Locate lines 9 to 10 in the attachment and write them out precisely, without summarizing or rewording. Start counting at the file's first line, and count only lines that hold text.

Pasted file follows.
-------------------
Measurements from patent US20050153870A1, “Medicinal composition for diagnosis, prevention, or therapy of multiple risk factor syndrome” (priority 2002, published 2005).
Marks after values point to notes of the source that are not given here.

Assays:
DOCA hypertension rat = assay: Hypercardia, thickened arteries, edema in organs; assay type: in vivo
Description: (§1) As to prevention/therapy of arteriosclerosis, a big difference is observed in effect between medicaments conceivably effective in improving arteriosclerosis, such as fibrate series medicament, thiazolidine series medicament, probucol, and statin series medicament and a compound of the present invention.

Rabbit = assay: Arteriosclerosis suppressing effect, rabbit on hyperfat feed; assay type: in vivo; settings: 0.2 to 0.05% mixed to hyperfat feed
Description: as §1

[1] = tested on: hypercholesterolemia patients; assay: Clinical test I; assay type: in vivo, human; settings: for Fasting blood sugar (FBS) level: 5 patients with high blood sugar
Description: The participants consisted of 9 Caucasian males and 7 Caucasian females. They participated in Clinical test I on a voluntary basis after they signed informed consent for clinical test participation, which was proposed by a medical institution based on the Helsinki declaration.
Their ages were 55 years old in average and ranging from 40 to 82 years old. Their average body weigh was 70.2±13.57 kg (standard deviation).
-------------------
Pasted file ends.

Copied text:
Description: The participants consisted of 9 Caucasian males and 7 Caucasian females. They participated in Clinical test I on a voluntary basis after they signed informed consent for clinical test participation, which was proposed by a medical institution based on the Helsinki declaration.
Their ages were 55 years old in average and ranging from 40 to 82 years old. Their average body weigh was 70.2±13.57 kg (standard deviation).